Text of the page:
Add flexibility to your data science with inference pipeline aggregations | Elastic Blog
Engineering

Add flexibility to your data science with inference pipeline aggregations

Elastic 7.6 introduced the inference processor for performing inference on documents as they are ingested through an ingest pipeline. Ingest pipelines are incredibly powerful and flexible but they are designed to work at ingest. So what happens if your data is already ingested?

Introducing the new Elasticsearch inference pipeline aggregation, which lets you apply new inference models on data that's already been indexed. With this new aggregation type, you can use the machine learning inference at search in an aggregation and get the results instantly — in real time with the latest data. Now you can always look forward to new models without worrying about reindexing your data in Elasticsearch!

This blog will show you how to use the inference pipeline aggregation to apply a new model to existing data (for our example, we'll use customer service churn data), and will then show you how to dashboard the inference results with the Kibana Vega plugin. If you'd like to try it yourself, you can spin up a free trial of Elastic Cloud or enable a free trial of machine learning on a local install.

Inference pipeline aggregations

Inference is the process of making predictions against a model trained by machine learning algorithms. The Elastic Stack supports two types of models: regression models, which are trained to find relationships in the data and predict a numerical value such as house price, and classification models, which predict which category or class the data point falls into.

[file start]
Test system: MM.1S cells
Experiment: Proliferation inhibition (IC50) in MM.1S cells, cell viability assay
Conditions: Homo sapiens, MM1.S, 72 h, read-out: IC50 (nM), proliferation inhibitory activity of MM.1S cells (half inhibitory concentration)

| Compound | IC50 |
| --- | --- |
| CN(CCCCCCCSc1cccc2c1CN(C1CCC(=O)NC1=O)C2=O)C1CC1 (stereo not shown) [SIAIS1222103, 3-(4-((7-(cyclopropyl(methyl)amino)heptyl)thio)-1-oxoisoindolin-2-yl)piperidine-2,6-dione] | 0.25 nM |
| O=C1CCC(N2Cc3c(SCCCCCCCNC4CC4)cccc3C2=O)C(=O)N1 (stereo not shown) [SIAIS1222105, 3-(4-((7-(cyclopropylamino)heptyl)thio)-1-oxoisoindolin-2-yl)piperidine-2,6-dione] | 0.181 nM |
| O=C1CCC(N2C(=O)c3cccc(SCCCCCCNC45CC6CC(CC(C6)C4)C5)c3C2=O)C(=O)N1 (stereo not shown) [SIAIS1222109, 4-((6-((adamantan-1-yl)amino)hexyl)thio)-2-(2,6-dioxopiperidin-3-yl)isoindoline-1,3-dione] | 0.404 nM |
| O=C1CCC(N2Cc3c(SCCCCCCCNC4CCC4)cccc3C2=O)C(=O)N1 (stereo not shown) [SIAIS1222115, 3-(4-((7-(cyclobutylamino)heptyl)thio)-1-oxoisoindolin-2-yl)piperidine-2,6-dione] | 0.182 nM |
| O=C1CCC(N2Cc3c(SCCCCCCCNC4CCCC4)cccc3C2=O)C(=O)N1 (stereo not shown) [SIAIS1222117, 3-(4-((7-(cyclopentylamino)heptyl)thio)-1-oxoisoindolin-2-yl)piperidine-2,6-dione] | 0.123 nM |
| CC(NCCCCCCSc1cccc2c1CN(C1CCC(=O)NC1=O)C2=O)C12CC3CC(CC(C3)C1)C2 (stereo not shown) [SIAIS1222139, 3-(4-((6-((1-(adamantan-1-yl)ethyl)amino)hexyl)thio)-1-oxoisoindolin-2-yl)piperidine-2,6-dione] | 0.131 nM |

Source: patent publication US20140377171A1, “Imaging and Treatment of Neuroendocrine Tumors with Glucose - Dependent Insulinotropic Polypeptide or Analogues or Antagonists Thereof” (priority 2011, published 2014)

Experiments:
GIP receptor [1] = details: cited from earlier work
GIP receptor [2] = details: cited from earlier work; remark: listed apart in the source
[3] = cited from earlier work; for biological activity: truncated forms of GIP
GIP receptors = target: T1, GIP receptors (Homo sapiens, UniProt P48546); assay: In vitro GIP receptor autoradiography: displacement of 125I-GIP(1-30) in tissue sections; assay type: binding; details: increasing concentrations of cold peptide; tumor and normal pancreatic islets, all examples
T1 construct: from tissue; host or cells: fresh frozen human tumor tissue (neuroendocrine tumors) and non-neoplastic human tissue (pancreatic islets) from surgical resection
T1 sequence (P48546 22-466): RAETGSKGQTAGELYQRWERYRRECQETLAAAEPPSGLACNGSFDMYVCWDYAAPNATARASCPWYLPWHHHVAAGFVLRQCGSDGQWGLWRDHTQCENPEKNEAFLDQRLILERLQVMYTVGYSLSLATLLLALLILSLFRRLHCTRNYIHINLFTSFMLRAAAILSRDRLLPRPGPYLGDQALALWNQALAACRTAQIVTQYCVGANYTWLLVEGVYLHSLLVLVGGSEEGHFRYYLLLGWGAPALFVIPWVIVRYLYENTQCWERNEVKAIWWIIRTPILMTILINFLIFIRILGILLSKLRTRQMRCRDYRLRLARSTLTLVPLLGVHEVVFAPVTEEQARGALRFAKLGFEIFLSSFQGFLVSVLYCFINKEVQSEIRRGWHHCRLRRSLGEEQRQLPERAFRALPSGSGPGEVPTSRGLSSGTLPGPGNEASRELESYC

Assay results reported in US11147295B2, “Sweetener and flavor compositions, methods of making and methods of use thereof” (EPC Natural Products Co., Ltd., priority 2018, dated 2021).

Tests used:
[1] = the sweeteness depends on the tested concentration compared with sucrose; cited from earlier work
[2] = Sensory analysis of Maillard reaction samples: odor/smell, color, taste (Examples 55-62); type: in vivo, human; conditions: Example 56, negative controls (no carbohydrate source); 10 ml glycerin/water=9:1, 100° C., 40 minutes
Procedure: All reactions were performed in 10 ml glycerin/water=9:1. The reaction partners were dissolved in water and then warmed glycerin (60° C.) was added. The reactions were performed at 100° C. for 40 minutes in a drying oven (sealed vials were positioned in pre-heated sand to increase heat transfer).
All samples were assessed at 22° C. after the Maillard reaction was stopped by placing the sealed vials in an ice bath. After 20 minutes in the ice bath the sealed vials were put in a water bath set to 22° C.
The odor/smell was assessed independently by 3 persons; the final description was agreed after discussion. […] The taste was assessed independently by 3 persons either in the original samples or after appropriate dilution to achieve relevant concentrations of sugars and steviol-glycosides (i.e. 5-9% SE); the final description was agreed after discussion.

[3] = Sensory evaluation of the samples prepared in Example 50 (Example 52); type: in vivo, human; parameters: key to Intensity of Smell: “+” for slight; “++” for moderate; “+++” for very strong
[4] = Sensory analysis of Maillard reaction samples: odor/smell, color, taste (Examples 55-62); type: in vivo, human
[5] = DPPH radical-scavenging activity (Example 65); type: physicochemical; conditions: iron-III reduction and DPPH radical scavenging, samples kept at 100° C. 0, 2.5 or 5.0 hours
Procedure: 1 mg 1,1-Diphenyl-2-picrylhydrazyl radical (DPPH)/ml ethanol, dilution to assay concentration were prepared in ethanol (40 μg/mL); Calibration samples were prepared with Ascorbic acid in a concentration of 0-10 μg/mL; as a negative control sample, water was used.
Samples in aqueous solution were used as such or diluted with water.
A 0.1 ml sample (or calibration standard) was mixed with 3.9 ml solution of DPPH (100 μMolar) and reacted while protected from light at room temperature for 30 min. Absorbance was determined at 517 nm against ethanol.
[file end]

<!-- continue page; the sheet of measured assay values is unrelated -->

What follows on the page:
The input to a model can be numerical values, categorical (text/keyword field), or even IP addresses. A pipeline aggregation is an aggregation that takes the output of other aggregations as its input. These might be numerical values, keywords, or even IP addresses — and now you can see the start of a beautiful friendship. 

Example: Applying a new customer churn model

The data set we'll be using was first presented in the Introduction to supervised machine learning in Elastic webinar. In that webinar, we used fictional telecom call record data (from OpenML and Kaggle) to predict which customers will churn given their history. A subset of the customer records have been marked up with a target churn field, making them suitable for training a model with supervised learning. Experimentation has shown features such as the total call charges and the number of customer service calls are particularly significant predictors of churn. 

We have the trained model from the webinar that tells us which customers are at risk of churning — now it is time to use it. In this blog, I'm going to show you how to execute that same model at search (not ingest) so you can view the inference predictions instantly on the latest data.

Top Tip: When sharing a model between clusters, use the for_export parameter in the Get trained model request to return the model in a format that can be directly uploaded to a different cluster.

Step 1: Ingest customer churn data

Download the data set and install the trained model to get started with this example:

  1. Download calls.csv and customers.csv.
  2. Import the CSVs using the Data Visualizer in Kibana, creating the calls and customer indices. If you don't have a Kibana instance handy, spin up a free trial of Elastic Cloud.
  3. Download telco_churn_model.json.
  4. Upload the churn model to your cluster with this curl command, changing user:password and localhost:9200 as appropriate.
curl -u user:password -XPUT -H "Content-Type: application/json" "http://localhost:9200/_ml/inference/telco_churn" -d @telco_churn_model.json

Step 2: Using the inference aggregation